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Senate bill includes statewide moratorium, comprehensive environmental study of silica extraction and processing impacts, and new joint powers planning authority.
(Published Feb 26, 2013)
On the afternoon of Tuesday, February 26, the Senate Environment and Energy Policy Committee held a hearing on a bill related to silica sand mining. SF 786 (Sen. Matt Schmit, DFL – Red Wing) was just introduced the day before the hearing.
The League successfully worked to have several issues of concern with environmental policy provisions in the bill addressed. The local government concerns and recommendations for the bill were jointly presented by LMC and the Association of Minnesota Counties on behalf of both organizations and the Minnesota Association of Townships.
An amendment offered by the author at the start of the committee removed sections 1 and 2 of the original bill language, which would have given the Environmental Quality Board (EQB) veto authority over any local government decision on the need for an environmental impact statement regarding any sort of project if the board decided the decision was not made correctly. Instead a new section 12 was added to the bill that says that if EQB rules are not followed correctly, the EQB can remand a decision on whether further environmental review is needed related to a silica sand project. That language was further amended at our request to require that the EQB include findings in its decision so the local government unit would know what they did that failed to meet process requirements.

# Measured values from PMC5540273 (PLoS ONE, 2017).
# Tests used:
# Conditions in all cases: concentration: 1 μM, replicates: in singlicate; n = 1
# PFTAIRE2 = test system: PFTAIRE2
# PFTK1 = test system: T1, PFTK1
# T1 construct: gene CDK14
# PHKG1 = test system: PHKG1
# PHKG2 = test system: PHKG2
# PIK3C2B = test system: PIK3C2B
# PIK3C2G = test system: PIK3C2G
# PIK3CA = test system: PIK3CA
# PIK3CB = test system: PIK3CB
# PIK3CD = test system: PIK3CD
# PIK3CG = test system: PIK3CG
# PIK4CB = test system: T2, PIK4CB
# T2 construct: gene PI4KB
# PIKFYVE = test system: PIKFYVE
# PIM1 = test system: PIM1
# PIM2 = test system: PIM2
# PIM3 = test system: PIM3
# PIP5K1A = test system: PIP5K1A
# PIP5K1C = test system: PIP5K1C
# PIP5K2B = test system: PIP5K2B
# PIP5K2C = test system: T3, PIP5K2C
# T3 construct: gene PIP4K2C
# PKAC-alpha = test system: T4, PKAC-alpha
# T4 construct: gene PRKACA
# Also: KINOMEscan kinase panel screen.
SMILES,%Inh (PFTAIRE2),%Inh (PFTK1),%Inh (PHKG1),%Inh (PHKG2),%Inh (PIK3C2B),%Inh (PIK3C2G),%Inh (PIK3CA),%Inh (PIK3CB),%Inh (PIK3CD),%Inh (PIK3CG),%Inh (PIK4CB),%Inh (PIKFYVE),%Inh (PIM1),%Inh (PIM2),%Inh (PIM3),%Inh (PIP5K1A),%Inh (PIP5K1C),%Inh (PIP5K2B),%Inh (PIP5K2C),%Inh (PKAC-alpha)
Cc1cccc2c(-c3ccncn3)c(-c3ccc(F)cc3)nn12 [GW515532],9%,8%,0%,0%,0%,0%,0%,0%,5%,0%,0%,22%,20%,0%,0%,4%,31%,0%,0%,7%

The committee also made changes requested by local government to section 10 of the bill in subdivision 3 to clarify that local permits may contain conditions more restrictive than whatever recommendations are included in a generic environmental impact statement.
Other language amended into the legislation requires the EQB to amend its rules related to silica sand mining and processing. Those changes are likely to relate to when mandatory environmental assessment worksheets and environmental impact statements are required and possibly when the issue would be decided at the local level and when it would go to the EQB. A statewide moratorium is also put in place on new permits being issued for silica sand mining, transfer, or processing facilities until March 1, 2014.
The bill passed out to the State and Local Government Committee, where LMC and the other local government groups will work to address concerns about the other sections of the bill dealing with local planning, zoning, permitting, and taxing authority.
Questions? Contact Craig Johnson at email@example.com or at (651) 281-1259.
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